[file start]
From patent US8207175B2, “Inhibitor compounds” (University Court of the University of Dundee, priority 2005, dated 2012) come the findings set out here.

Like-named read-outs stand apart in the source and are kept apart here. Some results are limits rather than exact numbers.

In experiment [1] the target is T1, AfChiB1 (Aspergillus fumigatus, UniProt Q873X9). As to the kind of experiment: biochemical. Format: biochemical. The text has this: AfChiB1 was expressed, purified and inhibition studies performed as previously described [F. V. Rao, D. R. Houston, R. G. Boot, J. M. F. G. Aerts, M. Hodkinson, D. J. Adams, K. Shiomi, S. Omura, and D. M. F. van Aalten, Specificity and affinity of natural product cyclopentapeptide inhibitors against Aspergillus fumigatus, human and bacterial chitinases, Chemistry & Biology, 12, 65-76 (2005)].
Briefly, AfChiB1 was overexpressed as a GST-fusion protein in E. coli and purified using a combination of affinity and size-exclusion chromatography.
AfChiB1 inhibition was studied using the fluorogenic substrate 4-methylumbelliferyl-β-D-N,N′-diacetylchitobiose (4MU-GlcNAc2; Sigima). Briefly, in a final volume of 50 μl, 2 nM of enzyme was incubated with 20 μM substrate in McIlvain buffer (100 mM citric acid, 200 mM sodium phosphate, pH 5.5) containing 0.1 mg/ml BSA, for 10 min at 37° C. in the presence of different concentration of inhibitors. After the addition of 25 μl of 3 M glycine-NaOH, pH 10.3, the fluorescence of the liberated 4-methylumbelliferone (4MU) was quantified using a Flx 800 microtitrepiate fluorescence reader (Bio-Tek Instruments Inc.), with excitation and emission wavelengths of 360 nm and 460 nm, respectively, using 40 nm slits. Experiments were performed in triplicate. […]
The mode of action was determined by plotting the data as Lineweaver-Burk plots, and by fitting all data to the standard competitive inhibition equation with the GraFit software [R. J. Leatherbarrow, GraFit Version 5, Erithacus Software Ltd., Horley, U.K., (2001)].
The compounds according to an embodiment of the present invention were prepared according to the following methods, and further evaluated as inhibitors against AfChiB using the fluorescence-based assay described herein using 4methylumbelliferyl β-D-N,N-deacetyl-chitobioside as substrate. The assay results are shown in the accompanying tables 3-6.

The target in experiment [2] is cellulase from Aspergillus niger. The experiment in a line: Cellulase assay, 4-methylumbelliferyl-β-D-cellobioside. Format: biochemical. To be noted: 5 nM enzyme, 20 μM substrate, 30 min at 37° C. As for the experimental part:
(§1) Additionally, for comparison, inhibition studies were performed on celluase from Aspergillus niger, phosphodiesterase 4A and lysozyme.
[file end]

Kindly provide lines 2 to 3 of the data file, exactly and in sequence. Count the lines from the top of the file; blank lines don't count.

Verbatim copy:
Like-named read-outs stand apart in the source and are kept apart here. Some results are limits rather than exact numbers.

In experiment [1] the target is T1, AfChiB1 (Aspergillus fumigatus, UniProt Q873X9). As to the kind of experiment: biochemical. Format: biochemical. The text has this: AfChiB1 was expressed, purified and inhibition studies performed as previously described [F. V. Rao, D. R. Houston, R. G. Boot, J. M. F. G. Aerts, M. Hodkinson, D. J. Adams, K. Shiomi, S. Omura, and D. M. F. van Aalten, Specificity and affinity of natural product cyclopentapeptide inhibitors against Aspergillus fumigatus, human and bacterial chitinases, Chemistry & Biology, 12, 65-76 (2005)].